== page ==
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VW Vanagon Gear Shift Linkage

October 26, 2011

[apologies for no pictures. One-man spanning has its drawbacks sometimes plus it was raining and frankly I forgot]

Whatever you do, stay away from this fix. Knock down a sky scrapper and rebuild it, attempt to count the sugars in your sugar dish or do anything else but attempt this fix if you are doing it for recreational purposes. I had some difficulty changing into first gear and after some little research I discovered the problem might lie with the linkage. I had plans for Sunday afternoon so I thought a quick two hour fiddle before I left home would make for a wonderful 1st gear experience later that afternoon.

But lo and behold! At 8pm I was still under the car having gone through a whole range of problems like losing 1st and 2nd gear then gaining 2nd and losing reverse and 1st. My day was ruined, it was raining most of the time that afternoon and I was all alone.

So what the hell was I to do?

First thing: As much as possible, get a helper. You will have fewer trips to the box at the front and the alignment there will be spot-on

But if you are quite literally a one-man spanner like I am then am happy to say there is also a way.

  • Put the shifter in neutral
  • Loosen the pinch bolt midway to the back of the van. After the fuel tank in my case
  • Very important: Where the shifter meets the gearbox, ensure that the final linkage piece is pressed into the gearbox approximately halfway (or if you have good perception of parallels, ensure that the vertical, second last linkage piece is perpendicular to the ground). I made this possible by using a file secured against some suspension part at the back to do the pressing. Anything that will give you the correct alignment is fine. That was just a one-man spanning method
  • Go under where the box is in the front, make sure the right side of the protruding gear stick finger thing is about 20-23 mm from the right side bar thing that reverse goes under. This is observable when you are under the van, where the spare wheel goes, looking into the open side of the box and some form of lighting. I found setting the 20-23mm to be the most difficult bit because each time I left the front to go to the pinch bolt, it would go out of alignment. Solutions? After hours of trying and cursing, I discovered a ‘magic tunnel’. When you are under the van directly under the pinch bolt, raise your head and look towards the front of the van. There’s a ‘tunnel’ beside the fuel tank that gives a direct view of the box at the front and any fiddling at the pinch bolt is observable through it. So I set up light at the box, made an approximation of where 20-23mm was and I did the adjustment through the ‘magic tunnel’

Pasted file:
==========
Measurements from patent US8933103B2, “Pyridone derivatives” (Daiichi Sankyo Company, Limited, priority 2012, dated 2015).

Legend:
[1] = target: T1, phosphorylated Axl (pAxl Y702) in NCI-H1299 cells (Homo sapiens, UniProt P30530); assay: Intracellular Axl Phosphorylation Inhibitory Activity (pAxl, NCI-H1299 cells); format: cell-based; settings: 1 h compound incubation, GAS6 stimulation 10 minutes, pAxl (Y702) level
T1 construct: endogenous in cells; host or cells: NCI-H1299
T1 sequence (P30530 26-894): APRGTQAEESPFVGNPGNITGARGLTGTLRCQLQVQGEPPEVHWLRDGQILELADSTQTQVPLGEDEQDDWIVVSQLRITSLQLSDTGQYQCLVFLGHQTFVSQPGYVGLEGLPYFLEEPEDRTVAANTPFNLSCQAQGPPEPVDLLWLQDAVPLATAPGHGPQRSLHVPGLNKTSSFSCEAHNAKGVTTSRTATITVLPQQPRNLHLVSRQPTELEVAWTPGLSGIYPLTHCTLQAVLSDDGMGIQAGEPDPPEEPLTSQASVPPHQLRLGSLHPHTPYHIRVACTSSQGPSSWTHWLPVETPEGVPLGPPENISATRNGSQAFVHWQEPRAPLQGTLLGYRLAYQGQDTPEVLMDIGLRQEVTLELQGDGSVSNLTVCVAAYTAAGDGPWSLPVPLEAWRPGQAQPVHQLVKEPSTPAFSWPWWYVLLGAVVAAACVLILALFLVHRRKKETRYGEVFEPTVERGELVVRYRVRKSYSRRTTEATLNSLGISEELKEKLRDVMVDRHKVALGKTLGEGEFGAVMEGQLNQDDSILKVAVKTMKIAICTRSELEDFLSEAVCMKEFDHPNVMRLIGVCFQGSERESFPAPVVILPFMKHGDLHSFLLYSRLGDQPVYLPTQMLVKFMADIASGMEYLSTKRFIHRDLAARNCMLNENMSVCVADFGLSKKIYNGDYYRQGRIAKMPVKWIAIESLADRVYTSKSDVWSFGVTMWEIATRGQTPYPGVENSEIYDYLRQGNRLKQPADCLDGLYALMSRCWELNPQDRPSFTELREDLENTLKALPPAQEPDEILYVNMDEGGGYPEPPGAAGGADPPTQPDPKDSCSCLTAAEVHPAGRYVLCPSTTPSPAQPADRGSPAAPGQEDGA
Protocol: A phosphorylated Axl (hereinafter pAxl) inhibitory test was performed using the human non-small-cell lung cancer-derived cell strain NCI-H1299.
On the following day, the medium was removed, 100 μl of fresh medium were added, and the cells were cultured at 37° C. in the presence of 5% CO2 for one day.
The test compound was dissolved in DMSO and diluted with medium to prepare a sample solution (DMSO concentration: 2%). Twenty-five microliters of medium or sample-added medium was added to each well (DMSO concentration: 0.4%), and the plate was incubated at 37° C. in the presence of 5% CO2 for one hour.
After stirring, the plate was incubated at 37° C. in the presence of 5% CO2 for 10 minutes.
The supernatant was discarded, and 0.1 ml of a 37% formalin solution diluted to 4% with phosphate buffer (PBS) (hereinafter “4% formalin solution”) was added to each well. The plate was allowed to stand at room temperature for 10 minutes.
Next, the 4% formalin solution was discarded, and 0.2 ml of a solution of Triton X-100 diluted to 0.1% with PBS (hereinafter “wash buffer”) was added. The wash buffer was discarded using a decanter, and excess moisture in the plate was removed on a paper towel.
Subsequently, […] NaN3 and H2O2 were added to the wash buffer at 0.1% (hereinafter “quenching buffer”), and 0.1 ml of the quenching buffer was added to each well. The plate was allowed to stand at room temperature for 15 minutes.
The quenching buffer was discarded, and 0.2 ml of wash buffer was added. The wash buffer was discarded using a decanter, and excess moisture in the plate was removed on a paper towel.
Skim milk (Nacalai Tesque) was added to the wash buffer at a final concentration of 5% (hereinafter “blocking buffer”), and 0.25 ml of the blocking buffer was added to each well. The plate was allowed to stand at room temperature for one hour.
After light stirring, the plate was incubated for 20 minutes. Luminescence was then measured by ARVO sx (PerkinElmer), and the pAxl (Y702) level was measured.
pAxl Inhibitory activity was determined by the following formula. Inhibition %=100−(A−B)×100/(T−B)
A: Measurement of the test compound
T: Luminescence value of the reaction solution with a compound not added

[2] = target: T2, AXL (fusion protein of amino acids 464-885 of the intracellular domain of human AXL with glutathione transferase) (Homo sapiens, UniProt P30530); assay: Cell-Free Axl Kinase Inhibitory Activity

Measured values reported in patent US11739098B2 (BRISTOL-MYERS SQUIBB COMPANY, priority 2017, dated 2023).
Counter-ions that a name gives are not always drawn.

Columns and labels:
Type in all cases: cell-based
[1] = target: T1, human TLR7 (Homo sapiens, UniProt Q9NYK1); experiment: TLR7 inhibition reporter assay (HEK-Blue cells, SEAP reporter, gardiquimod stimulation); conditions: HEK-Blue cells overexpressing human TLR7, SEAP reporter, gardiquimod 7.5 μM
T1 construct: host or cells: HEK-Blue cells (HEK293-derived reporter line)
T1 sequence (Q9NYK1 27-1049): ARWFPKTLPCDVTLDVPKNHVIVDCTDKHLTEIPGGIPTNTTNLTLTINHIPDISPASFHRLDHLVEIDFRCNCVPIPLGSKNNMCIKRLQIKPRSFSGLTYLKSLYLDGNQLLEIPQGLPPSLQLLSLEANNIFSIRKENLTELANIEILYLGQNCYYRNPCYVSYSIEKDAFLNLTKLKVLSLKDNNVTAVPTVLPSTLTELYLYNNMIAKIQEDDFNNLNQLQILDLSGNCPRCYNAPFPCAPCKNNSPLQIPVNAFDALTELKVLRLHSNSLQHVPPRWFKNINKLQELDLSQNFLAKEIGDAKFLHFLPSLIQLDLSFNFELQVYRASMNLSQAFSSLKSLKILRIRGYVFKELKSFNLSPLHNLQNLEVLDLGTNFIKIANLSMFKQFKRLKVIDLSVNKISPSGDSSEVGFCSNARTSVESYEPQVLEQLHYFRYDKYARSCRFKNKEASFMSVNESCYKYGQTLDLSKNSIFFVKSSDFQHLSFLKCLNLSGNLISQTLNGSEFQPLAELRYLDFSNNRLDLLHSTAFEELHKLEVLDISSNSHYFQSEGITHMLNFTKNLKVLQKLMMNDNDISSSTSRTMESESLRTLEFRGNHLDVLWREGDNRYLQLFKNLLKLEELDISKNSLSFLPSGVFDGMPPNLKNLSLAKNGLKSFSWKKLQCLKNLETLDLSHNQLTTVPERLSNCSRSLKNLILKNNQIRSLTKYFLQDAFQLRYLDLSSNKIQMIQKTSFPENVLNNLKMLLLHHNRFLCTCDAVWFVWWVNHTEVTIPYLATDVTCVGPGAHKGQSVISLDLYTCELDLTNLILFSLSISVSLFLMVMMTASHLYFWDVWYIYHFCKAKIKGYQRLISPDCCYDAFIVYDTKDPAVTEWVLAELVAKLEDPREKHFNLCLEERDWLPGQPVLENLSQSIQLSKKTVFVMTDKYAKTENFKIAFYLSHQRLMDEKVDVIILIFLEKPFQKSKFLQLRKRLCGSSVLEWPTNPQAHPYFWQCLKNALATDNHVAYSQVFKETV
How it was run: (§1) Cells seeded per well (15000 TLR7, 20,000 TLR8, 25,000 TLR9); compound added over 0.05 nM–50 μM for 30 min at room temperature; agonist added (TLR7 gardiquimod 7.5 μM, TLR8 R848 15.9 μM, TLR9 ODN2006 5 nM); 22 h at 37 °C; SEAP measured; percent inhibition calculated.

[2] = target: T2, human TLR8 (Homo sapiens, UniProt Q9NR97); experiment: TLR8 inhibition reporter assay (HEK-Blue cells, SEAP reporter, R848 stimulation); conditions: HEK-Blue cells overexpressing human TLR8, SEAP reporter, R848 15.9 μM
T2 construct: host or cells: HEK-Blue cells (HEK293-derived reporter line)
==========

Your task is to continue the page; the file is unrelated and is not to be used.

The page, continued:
Lighting the box is crucial for the 'magic tunnel' method and for diagnosing need for a nose job

  • Tighten the pinch bolt while making sure nothing goes out of alignment
  • Test drive
  • Favourite beverage
In truth its not such a difficult fix. It is so if just like me, you have no idea what you are doing.
5 Comments leave one →
  1. joe permalink
    October 27, 2011 11:06 am

    hhehehe mike you made my day……i wish i could have the same approach with my levin….kind of jealous of your relationship with the vanagon…:-)

  2. October 27, 2011 12:03 pm

    Hey Joe! Thanks for your comment. Its true this thing is a relationship. Once the Levin starts giving you problems and you discover most mechanics are idiots, you will inevitably develop a relationship! Nice to hear from you though

  3. October 27, 2011 5:19 pm

    One of those jobs where you really wish you had a lift eh?



  4. April 9, 2013 8:18 pm

    I opted to have a mechanic of known reputation take a look at my problem. I have a DK trani(4speed) with what looks like a 5 speed linkage. No reverse, hard to find first. I sell houses for a living, lets see who is going to look

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